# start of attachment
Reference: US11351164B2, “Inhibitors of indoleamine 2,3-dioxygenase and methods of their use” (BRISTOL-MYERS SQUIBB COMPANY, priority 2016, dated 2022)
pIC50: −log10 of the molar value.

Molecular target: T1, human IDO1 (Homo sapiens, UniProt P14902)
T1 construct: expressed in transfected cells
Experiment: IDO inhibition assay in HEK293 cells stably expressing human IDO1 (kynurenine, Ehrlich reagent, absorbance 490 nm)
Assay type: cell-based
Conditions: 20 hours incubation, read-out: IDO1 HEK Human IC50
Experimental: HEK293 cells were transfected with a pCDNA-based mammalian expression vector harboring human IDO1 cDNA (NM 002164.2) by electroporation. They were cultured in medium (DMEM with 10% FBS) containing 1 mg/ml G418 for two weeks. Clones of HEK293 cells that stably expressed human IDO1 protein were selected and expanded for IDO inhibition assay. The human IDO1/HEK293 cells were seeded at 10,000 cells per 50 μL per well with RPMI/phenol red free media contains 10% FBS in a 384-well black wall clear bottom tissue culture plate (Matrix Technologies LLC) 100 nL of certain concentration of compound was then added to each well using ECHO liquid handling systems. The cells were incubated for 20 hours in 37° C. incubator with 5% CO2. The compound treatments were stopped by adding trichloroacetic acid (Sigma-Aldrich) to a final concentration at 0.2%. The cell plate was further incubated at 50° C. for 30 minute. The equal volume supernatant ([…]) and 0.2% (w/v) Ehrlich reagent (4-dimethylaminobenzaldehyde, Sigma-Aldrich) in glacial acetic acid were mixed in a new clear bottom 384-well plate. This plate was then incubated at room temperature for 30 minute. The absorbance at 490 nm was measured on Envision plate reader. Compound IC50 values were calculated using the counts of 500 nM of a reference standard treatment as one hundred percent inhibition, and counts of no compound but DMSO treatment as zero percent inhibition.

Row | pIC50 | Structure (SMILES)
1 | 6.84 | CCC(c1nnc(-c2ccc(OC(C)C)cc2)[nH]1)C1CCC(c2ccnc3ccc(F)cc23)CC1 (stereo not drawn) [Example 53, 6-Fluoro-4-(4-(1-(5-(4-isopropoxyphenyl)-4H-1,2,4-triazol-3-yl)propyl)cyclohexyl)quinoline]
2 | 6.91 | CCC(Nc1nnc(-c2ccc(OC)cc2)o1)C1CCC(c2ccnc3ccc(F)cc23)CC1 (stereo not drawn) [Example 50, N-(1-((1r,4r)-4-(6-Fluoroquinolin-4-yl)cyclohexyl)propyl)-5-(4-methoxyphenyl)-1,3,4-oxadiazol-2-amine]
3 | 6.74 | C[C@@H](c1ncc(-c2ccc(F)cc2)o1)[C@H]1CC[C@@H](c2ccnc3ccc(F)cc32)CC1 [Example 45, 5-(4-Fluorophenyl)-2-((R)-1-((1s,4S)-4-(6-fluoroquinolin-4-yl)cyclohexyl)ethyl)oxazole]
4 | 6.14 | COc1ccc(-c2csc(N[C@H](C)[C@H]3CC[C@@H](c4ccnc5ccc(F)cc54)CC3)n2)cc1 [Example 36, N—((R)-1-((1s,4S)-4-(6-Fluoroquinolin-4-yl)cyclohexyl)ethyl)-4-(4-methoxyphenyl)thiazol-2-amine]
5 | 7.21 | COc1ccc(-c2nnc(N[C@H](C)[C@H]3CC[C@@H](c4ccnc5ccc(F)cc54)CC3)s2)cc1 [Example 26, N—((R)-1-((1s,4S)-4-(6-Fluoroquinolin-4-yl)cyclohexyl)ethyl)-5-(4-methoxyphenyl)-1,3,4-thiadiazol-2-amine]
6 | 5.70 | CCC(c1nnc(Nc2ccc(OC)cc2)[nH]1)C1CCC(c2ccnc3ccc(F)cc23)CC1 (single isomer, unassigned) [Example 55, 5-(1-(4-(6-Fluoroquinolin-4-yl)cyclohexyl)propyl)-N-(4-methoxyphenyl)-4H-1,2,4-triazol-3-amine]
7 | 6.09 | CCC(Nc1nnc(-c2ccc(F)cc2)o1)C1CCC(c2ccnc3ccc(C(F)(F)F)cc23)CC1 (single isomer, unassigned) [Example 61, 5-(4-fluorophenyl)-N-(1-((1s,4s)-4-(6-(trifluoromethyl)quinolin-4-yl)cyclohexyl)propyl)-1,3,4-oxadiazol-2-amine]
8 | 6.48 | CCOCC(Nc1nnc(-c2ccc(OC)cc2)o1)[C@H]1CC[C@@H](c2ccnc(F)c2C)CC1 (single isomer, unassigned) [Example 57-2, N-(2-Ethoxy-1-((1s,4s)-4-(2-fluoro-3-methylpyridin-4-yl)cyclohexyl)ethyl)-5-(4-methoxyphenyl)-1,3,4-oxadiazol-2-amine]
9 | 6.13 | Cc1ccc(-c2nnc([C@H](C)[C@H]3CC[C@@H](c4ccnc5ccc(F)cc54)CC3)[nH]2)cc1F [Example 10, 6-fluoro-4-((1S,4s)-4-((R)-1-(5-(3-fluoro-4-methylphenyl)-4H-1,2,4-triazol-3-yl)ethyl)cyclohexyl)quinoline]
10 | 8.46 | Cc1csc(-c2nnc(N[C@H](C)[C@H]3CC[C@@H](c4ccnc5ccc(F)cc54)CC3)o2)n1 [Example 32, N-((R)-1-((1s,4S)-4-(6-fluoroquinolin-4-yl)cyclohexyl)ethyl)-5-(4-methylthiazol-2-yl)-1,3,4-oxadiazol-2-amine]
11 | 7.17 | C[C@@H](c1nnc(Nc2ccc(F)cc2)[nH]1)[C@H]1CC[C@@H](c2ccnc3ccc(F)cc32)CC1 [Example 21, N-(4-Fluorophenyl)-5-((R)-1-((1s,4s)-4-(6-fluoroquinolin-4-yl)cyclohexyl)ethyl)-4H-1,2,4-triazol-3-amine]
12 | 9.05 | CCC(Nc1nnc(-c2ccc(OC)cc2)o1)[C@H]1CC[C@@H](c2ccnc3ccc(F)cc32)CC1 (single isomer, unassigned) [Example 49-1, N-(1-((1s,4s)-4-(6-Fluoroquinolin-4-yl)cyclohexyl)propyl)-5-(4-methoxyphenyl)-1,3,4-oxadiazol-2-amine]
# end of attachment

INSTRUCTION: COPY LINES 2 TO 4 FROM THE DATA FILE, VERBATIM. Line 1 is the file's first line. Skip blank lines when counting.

pIC50: −log10 of the molar value.

Molecular target: T1, human IDO1 (Homo sapiens, UniProt P14902)
T1 construct: expressed in transfected cells